On the other hand, if the only experience you have with other countries is from US newscasts, you're probably not going to have a very good opinion about places outside the country. The only time American news covers the outside world is when there's a war, civil unrest, or a natural disaster. Going by US newscasts, it would be easy to develop the opinion that the US is the only haven of stability in a world that's either falling apart or blowing itself to pieces.

Transitioning

I fully realize that moving to Argentina will mean leaving many things behind. I know that I will see my family and American friends much less often. In addition to leaving my country, I'm also leaving my culture, my language, and my sense of belonging. Since I've only spent a few months in Argentina, I haven't yet experienced life as a true immigrant, only an enthusiastic traveler.

Right now I'm traveling a road that many other people have traveled before and many others will travel after. I'm sure I'm having the same fears and hopes that others before me have experienced. Will I be able to learn the language and communicate? Will I be welcomed and accepted? Will I be able to forge new friendships and fit in socially? Will I enjoy my new life abroad? Will I succeed financially?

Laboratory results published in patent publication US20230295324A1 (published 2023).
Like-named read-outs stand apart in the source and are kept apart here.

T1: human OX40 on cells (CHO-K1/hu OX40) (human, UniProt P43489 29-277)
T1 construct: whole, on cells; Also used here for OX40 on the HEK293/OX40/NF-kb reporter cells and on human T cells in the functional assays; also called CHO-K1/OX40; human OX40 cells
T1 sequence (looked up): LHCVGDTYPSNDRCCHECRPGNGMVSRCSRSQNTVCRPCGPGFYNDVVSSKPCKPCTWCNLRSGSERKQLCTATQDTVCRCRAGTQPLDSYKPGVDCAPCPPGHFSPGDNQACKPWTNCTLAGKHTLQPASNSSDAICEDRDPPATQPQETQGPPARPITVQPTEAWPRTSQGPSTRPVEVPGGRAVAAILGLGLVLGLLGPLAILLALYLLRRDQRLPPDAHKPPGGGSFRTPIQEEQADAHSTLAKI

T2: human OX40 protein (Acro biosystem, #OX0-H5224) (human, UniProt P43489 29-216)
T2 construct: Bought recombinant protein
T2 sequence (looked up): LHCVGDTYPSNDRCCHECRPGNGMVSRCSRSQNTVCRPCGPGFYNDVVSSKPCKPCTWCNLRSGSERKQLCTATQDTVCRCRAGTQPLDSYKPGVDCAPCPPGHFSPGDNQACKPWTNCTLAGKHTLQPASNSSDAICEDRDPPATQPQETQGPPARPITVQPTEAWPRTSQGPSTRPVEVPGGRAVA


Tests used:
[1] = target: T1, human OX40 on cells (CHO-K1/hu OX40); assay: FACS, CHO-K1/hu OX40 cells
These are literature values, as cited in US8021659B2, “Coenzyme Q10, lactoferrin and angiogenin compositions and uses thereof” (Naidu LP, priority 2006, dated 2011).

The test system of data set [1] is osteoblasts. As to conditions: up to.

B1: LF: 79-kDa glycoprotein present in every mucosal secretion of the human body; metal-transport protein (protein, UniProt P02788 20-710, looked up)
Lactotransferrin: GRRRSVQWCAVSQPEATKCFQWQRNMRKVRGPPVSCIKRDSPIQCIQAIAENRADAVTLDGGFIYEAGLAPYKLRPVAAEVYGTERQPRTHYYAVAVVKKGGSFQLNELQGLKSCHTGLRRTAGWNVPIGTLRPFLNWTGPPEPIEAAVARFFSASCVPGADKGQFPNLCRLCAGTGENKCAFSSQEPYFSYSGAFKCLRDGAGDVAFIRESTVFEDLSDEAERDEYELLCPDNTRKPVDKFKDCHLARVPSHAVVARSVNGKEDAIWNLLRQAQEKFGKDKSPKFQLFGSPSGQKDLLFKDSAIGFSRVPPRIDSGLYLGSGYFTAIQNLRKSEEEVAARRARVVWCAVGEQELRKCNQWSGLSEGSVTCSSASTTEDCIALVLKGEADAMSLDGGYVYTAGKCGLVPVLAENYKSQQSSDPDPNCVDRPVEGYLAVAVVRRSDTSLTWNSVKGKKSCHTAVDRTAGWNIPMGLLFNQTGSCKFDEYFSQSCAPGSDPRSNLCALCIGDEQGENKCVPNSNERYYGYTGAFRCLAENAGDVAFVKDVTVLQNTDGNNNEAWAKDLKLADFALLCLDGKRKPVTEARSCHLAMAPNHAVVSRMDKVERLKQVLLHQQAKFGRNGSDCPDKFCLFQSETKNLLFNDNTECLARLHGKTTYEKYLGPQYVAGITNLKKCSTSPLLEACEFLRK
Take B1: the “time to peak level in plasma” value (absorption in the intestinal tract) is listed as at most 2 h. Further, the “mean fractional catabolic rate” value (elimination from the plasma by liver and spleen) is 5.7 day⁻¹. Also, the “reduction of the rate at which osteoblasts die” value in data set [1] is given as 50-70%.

I'm sure that everyone contemplating emigration has asked themselves those questions. I don't arrive in Buenos Aires until May 15th, so I don't know yet what the answers to those questions will be. I'm certainly hoping it will be a resounding YES to all of them, though.

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5 Comments:

Blogger Turribeach.com.ar said...

Welcome to the wonderful World of an immigrant! I wish all the best, but I am sure you will succeed. This is basically because the reasons that founded your immigration are comming from inside you, not forced from the ouside (little bit like the two types of immigrants that you described in one of your posts). Do no let yourself drag backwards by ignorant people that just don't have enough culture to apreciate world travellers. This excludes mothers. Mothers will always try to convince you not to travel, this is part of their "keep the family together" instinct (or what's left from the family). However it does include girlfriends... I've seen a lot immigrant couples fight because one of them was the "world traveller" and the other one wanted to come back home. In the end, it will your call. But be careful to make the right choice, either way you only get to make this decision once in a lifetime...

5/02/2005 02:07:00 PM  
Blogger apartmentsba.com said...

El Expatriado,

Don't worry. I went through exactly the same thing as you are going through. The same worries, fears, that unknown feeling of not knowing what to expect.

No one can fully understand or appreciate all the worries and concerns of moving to a foreign country unless you have done it yourself. I’ve just spent some time reading your site and I’m amazed at how much we have in common and what experiences and feelings you are having because I went through exactly the same thing. Not only that but I moved to the exact same city that you are moving to. Small world!